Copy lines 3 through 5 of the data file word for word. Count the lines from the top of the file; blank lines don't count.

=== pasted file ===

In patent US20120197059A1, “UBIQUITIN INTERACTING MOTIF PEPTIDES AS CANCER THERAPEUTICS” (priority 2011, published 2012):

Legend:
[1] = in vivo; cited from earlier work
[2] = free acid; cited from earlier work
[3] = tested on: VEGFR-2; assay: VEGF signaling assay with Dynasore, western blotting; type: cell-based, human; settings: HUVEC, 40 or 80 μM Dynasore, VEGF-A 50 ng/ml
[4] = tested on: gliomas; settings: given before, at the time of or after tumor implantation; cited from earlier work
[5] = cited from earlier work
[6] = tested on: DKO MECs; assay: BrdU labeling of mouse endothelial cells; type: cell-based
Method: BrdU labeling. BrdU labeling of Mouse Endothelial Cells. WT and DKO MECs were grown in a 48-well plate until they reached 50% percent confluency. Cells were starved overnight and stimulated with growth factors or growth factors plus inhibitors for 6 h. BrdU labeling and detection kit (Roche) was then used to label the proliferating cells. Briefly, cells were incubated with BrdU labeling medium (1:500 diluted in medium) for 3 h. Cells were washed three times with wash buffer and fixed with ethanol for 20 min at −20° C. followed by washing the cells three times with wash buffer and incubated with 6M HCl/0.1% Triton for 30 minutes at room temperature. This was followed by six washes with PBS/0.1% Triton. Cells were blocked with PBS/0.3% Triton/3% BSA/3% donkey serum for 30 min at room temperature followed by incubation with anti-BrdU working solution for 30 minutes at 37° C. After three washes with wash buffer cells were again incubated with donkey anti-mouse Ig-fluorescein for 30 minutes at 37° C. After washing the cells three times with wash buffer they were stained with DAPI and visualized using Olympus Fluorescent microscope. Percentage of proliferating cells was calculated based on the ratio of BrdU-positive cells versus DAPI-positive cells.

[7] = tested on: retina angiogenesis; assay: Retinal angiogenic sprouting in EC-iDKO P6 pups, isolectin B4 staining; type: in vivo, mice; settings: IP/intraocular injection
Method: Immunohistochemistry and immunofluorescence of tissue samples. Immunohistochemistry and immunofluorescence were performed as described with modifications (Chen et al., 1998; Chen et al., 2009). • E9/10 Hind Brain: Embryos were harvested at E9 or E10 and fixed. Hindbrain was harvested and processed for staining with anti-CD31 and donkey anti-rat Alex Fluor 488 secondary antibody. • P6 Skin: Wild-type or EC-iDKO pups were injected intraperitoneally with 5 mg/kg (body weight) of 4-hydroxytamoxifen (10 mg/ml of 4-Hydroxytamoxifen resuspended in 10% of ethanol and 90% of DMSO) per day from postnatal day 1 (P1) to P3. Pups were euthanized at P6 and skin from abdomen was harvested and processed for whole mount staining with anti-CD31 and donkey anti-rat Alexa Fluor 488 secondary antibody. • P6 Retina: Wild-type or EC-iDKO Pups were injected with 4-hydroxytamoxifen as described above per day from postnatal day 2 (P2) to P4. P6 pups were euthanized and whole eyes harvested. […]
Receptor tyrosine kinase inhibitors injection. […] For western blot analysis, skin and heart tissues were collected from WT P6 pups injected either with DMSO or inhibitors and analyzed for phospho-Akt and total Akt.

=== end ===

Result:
[1] = in vivo; cited from earlier work
[2] = free acid; cited from earlier work
[3] = tested on: VEGFR-2; assay: VEGF signaling assay with Dynasore, western blotting; type: cell-based, human; settings: HUVEC, 40 or 80 μM Dynasore, VEGF-A 50 ng/ml